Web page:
Don't-Miss Web & communication software Stories
If you use Instapaper or ReadItLater to save articles for later reading, Read Later betters your Web browser for reading on your Mac. And it lets you read saved articles when offline.
A new service called Audiobooks.com aims to help the heavy-listening crowd -- think of it sort of as Netflix for audiobooks. For $25 a month, you get unlimited access to its selection streaming of audiobooks. Kirk McElhearn takes a look.
Slacker Radio tries to encompass two markets -- streaming radio a la Pandora and as a paid music subscription service. The free service is good. The premium subscription service needs work.
Muppet Mail lets you send email greetings starring your favorite characters. Even better, it can turn your photographs into Muppet-style creatures.
The Macworld staff reveals our top software picks of the year.
McAfee Internet Security for Mac 2012 is a multipronged and easy-to-manage extra layer that doesn’t seem to slow my computer down one bit.
PandaBar is a nifty menu-bar player for the Pandora streaming-music service.
Verbs is a beautiful IM client for iPad and iPhone. It's missing a few features that could push it from good to great.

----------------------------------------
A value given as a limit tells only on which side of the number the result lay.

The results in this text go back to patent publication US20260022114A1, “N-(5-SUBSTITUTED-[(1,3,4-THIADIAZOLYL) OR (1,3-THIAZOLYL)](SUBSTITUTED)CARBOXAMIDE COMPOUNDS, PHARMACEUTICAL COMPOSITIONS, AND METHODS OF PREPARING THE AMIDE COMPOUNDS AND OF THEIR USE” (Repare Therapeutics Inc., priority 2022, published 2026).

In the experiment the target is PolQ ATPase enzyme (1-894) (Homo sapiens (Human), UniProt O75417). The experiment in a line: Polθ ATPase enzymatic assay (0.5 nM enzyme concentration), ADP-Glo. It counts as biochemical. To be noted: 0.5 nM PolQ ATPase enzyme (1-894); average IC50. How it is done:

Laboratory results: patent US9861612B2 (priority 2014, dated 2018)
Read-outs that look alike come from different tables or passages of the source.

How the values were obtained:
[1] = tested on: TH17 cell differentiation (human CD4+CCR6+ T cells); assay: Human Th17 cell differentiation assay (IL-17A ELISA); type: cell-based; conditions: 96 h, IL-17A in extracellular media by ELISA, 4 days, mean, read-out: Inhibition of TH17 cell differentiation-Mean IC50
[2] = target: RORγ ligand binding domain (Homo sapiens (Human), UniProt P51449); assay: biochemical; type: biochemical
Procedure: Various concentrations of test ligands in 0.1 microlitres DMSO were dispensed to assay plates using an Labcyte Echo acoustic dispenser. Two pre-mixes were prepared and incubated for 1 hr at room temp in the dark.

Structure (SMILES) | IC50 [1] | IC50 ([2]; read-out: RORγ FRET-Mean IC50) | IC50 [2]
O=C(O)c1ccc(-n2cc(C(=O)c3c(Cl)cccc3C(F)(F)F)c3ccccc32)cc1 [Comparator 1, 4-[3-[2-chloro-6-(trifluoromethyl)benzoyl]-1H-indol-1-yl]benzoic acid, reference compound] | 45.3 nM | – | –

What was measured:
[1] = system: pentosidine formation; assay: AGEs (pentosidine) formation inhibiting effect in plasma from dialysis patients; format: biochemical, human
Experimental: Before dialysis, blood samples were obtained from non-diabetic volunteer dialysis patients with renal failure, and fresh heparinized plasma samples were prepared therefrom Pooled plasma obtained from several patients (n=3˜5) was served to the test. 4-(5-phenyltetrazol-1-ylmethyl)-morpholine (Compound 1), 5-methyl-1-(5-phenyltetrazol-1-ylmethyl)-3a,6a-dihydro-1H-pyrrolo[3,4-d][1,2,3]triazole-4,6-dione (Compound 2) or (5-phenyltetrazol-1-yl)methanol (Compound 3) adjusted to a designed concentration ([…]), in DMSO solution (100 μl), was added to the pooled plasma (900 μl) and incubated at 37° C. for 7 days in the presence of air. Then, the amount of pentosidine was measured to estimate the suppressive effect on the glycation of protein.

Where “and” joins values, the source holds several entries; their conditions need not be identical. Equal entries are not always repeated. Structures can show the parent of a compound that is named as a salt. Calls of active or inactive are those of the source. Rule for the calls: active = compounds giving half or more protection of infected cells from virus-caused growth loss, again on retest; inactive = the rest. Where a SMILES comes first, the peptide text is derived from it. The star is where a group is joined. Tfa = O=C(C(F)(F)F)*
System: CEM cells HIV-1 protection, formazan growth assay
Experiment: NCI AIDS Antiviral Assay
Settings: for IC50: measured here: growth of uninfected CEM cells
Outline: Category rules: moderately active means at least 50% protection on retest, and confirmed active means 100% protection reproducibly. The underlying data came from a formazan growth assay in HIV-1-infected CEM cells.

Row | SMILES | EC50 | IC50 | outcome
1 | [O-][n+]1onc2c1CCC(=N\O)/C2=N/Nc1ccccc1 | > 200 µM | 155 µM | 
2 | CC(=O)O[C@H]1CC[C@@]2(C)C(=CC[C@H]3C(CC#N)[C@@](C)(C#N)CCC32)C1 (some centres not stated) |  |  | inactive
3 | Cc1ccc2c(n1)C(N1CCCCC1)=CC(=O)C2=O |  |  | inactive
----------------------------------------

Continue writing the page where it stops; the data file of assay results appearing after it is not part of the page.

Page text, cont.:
Tunesque makes it easier to find Apple-hawked media by consolidating searches of all Apple's media stores in a single interface.
Cards is clunky to use, and its options are limited. It doesn't even feel like Apple made the app.
Reeder for Mac is a breath of fresh air in the crowded market for Google Reader and RSS clients, offering a healthy dose of features polished up with an interface that shows the program's iOS roots.
Light and fleet, the mail app dubbed Sparrow lives up to its name. Free from extraneous features, Sparrow does nothing but Gmail and IMAP email in an efficient and elegant fashion.
While Opera 11.5 calls itself a browser, it feels like it really wants to be more than that. But in trying to do so, this perpetual innovator’s latest version falls short.
Safari 5.1 gives Apple’s browser enough horsepower to hold its own against rivals in day-to-day browsing. More importantly, its new features truly distinguish it from the pack, making Safari 5.1 a great step up from its predecessor.
While it may fall short for power users with industrial-strength business needs, the new Apple Mail offers a feature set good enough for the broad majority of everyday users, executed superbly, and integrated tightly with OS X.